Responsibility to existing employees
One of the key considerations when thinking about buying a business is its existing employees. Normally a new business owner has to continue to employ the existing staff on their current terms and conditions under rules known as the Transfer of Undertakings (Protection of Employment) Regulations (TUPE). Understand your responsibilities to employees if you buy or sell a business.
Your main concern when assessing a business in the first instance is how much the current terms and conditions are going to cost on an annual or monthly basis. To do this you should:
- Ask to see copies of employee contracts. However, you need to remember that these may differ for different levels of employee.
- Look at employee costs such as the monthly wage bill, National Insurance contributions, pension contributions and any other benefits. This may include company cars, health insurance, gym membership, travel loans etc.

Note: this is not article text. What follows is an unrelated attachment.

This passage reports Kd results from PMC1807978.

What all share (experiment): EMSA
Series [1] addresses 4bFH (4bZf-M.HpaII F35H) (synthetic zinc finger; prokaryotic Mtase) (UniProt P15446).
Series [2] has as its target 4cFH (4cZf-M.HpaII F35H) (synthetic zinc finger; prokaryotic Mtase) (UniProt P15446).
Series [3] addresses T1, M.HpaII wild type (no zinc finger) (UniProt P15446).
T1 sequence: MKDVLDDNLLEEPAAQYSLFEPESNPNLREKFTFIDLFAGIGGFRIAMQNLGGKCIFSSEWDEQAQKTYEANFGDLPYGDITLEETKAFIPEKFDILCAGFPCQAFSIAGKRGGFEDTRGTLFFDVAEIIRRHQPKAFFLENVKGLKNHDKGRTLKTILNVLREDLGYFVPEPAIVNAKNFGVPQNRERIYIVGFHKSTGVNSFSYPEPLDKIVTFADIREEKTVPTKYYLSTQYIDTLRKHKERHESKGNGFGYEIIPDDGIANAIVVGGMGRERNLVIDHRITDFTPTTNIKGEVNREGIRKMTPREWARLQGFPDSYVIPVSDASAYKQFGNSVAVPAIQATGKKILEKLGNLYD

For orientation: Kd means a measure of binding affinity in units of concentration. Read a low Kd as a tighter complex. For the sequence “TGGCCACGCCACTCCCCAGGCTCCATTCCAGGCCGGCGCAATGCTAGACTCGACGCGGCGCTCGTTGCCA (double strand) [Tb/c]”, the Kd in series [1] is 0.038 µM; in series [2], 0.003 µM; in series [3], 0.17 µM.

Remember any documents you see are highly confidential. Many of the business' employees may not know the business is up for sale. Once you have bought a business you need to comply with TUPE and other employment laws.
IT and other technology
A business' IT system is often vital to its smooth running. You will therefore want to consider how old any systems and equipment are and whether it is being sold as part of the deal. You will need to ask questions such as:
- What is the value of the IT equipment and other technology?
- Are these assets under guarantee?
- What is included? Does it all belong to the business?
- Are there ongoing IT maintenance and service agreements/contracts essential to the business?
- What contingency plans does the business have in place for data loss? Does it have policies and procedures in place? Who has access to this data?
Another consideration will be the business' effect on the environment. Depending on the business sector it may have to pay environmental taxes and have other obligations in this area. If you think the business may be affected, contact the Northern Ireland Environment Agency (NIEA).